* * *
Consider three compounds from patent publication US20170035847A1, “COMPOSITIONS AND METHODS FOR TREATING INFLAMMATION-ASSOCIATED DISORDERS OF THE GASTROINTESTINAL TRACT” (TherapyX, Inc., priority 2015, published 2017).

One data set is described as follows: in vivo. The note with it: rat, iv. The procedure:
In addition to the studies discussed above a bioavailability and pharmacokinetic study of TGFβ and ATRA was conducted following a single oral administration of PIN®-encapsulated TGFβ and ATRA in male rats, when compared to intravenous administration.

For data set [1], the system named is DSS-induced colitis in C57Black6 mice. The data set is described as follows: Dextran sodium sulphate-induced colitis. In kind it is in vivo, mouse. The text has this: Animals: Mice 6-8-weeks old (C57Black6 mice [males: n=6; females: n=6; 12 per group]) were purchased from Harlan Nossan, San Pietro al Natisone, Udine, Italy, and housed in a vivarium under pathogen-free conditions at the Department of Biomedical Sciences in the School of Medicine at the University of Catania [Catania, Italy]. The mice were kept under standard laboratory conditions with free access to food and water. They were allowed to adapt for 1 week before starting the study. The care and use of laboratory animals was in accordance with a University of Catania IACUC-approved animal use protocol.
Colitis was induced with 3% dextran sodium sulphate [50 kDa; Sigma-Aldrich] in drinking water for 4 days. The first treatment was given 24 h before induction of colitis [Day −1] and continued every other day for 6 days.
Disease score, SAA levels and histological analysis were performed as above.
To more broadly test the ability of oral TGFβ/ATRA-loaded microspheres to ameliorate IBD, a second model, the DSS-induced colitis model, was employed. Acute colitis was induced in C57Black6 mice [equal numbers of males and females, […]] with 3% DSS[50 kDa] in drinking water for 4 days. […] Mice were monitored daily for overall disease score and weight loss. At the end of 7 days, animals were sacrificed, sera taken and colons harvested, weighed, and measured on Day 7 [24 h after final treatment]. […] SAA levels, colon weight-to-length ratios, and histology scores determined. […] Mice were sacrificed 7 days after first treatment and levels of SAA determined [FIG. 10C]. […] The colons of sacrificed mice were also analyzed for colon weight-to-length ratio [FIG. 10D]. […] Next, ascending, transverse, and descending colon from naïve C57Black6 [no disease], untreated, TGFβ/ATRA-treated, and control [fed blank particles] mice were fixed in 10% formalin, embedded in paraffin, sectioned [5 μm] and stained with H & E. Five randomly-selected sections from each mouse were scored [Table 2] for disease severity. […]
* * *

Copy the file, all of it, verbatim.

Consider three compounds from patent publication US20170035847A1, “COMPOSITIONS AND METHODS FOR TREATING INFLAMMATION-ASSOCIATED DISORDERS OF THE GASTROINTESTINAL TRACT” (TherapyX, Inc., priority 2015, published 2017).

One data set is described as follows: in vivo. The note with it: rat, iv. The procedure:
In addition to the studies discussed above a bioavailability and pharmacokinetic study of TGFβ and ATRA was conducted following a single oral administration of PIN®-encapsulated TGFβ and ATRA in male rats, when compared to intravenous administration.

For data set [1], the system named is DSS-induced colitis in C57Black6 mice. The data set is described as follows: Dextran sodium sulphate-induced colitis. In kind it is in vivo, mouse. The text has this: Animals: Mice 6-8-weeks old (C57Black6 mice [males: n=6; females: n=6; 12 per group]) were purchased from Harlan Nossan, San Pietro al Natisone, Udine, Italy, and housed in a vivarium under pathogen-free conditions at the Department of Biomedical Sciences in the School of Medicine at the University of Catania [Catania, Italy]. The mice were kept under standard laboratory conditions with free access to food and water. They were allowed to adapt for 1 week before starting the study. The care and use of laboratory animals was in accordance with a University of Catania IACUC-approved animal use protocol.
Colitis was induced with 3% dextran sodium sulphate [50 kDa; Sigma-Aldrich] in drinking water for 4 days. The first treatment was given 24 h before induction of colitis [Day −1] and continued every other day for 6 days.
Disease score, SAA levels and histological analysis were performed as above.
To more broadly test the ability of oral TGFβ/ATRA-loaded microspheres to ameliorate IBD, a second model, the DSS-induced colitis model, was employed. Acute colitis was induced in C57Black6 mice [equal numbers of males and females, […]] with 3% DSS[50 kDa] in drinking water for 4 days. […] Mice were monitored daily for overall disease score and weight loss. At the end of 7 days, animals were sacrificed, sera taken and colons harvested, weighed, and measured on Day 7 [24 h after final treatment]. […] SAA levels, colon weight-to-length ratios, and histology scores determined. […] Mice were sacrificed 7 days after first treatment and levels of SAA determined [FIG. 10C]. […] The colons of sacrificed mice were also analyzed for colon weight-to-length ratio [FIG. 10D]. […] Next, ascending, transverse, and descending colon from naïve C57Black6 [no disease], untreated, TGFβ/ATRA-treated, and control [fed blank particles] mice were fixed in 10% formalin, embedded in paraffin, sectioned [5 μm] and stained with H & E. Five randomly-selected sections from each mouse were scored [Table 2] for disease severity. […]